Pittaway explained: “It’s been an obsession of mine for 30 years and it’s much nicer to drive than people think it might be. It’s not very heavy at about 1300kg and people think it must weigh   two tons, but it doesn’t.

“It was a labour of love for many years. Bruce Friendship, known as ‘Tucker’, who died in 2017, worked on it with me for years. The steering is light and the engine is lovely now. Tucker and I spent years perfecting the carburetion and ignition and all the bits and pieces. And the steering is lovely. At Goodwood it pulls 105mph down the back straight, which is fabulous.”



In the story of English Racing Automobiles, chassis R4D is one of the most enduringly successful. It was a pre-war record holder with Raymond Mays and has a continuous history via drivers like Ken Wharton, Neil Corner, Mac Hulbert and now Ben Fidler.

Originally a new chassis in 1938, Mays drove ERA R4D to great success and after the war future BRM drivers like Wharton and Ron Flockhart owned and raced it.

R4D has the classic ‘sit up and beg’ driving position of 1930s voiturettes and has been described as a real challenge to drive, but ERA owner Fidler does not agree.

“It actually came to my father Brian between 2015 and 2020 and then I’ve owned it since 2020,” says Fidler. “It’s a wonderful piece of history and is that clear link between the pre-war ERAs and the post-war BRMs.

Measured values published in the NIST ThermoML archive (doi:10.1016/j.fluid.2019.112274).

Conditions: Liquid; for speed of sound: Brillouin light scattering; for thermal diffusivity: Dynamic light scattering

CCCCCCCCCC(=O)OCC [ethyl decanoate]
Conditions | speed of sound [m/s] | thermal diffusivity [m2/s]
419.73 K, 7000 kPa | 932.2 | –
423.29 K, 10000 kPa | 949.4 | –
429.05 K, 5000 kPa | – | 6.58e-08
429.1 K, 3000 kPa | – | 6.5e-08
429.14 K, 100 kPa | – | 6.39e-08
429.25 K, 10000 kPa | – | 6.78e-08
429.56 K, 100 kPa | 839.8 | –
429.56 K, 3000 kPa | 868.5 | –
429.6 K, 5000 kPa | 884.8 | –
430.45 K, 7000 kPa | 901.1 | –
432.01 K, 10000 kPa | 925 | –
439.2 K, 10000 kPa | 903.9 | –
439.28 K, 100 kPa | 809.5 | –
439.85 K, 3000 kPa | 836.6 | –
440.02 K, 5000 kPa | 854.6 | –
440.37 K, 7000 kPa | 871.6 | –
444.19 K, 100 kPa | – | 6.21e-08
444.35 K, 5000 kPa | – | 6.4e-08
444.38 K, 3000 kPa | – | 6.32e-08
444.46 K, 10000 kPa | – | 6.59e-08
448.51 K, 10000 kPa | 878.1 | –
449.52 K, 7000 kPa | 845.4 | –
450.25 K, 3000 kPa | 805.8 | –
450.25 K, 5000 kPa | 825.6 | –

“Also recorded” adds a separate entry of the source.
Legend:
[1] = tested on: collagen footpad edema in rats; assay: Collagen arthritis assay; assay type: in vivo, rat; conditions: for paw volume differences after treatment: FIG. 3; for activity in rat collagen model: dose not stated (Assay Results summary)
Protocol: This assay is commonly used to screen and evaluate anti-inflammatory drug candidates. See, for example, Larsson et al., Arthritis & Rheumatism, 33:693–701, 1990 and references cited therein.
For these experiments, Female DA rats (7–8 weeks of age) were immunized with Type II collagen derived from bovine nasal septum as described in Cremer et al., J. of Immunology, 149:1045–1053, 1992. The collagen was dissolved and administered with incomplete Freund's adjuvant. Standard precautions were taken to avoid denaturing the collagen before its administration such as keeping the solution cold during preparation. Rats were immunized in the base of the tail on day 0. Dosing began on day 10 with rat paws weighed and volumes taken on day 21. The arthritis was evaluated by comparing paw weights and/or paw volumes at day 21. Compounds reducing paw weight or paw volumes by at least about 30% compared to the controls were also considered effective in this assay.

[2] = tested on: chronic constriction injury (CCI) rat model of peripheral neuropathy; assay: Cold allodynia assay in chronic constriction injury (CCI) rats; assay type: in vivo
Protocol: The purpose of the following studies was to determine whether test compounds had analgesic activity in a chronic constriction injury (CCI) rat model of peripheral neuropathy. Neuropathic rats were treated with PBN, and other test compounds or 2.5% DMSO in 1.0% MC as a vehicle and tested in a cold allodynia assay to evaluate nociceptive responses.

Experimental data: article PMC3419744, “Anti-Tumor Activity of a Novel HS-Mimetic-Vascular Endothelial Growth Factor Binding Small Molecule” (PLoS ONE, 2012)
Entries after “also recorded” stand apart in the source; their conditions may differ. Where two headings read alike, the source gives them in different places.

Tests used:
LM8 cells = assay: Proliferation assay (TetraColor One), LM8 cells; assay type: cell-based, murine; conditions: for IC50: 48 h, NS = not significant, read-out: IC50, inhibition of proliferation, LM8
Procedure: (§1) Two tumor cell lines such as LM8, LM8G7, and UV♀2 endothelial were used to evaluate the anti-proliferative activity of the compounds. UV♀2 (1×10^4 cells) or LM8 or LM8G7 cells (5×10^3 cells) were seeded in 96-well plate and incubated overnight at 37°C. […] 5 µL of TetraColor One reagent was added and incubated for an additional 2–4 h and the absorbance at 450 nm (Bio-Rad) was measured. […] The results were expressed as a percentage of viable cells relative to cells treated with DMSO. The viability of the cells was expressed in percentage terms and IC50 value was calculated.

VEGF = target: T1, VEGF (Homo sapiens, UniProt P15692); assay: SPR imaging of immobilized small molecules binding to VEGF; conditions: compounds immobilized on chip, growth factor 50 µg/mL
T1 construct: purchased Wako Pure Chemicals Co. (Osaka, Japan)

Unforgiving monster or misunderstood beauty? The ERA R4D splits opinion, but its owner treats it with due respect

Unforgiving monster or misunderstood beauty? The ERA R4D splits opinion, but its owner treats it with due respect

Paul Lawrence

“There is an amazing continuous racing story to the car – and it’s also very, very quick. You need to treat it with respect but I would say, genuinely, it’s not quite the terrifying beast that some people down the years have made out.”

It might not deserve its fearsome reputation but get behind the wheel and its power is apparent, with a lot of torque. And yes, it’s possible to drift it sideways.

“It’s a privilege to be able to have that history and I’m certainly aware that you want to drive it competitively, but I want to look after it,” explains Fidler. “We’re just here looking after it for the next generation.”


GN Spider

A century ago, Basil Davenport was terrorising bigger and more expensive cars in his GN Spider, right. Notably at Shelsley Walsh, Davenport and his special were a match for most and now, 100 years later, owner Jim Edwards continues the tradition.

Having completed a rebuild of the Frazer Nash V-twin engine for previous owner David Leigh, Edwards was ideally placed to acquire Spider when Leigh decided to sell it four or five years ago. Spider is based on a Narrow GN cyclecar chassis and retains the patina of a century of competitive action. It has little in the way of front brakes and a handbrake is used to slow it down.


“He didn’t put a foot brake on it because there’s no room in the footwell as the body is so narrow,” Edwards explains. “At Shelsley with the gradient, you don’t really need brakes. You’re only breaking for Bottom Ess, so that’s all done on the handbrake.”

In 1926, Davenport was the first driver to break 50sec for the 1000yd climb but never got below 40sec. However, 70 years later, Leigh finally climbed in less than 40sec.

Edwards says: “It’s very original which is remarkable. It handles fantastically and there aren’t any modern bits to it. It’s a scruffy old thing. If you machine something for it, you don’t make it look too good. You machine it properly and then rough it up a bit so that it blends in with the car!”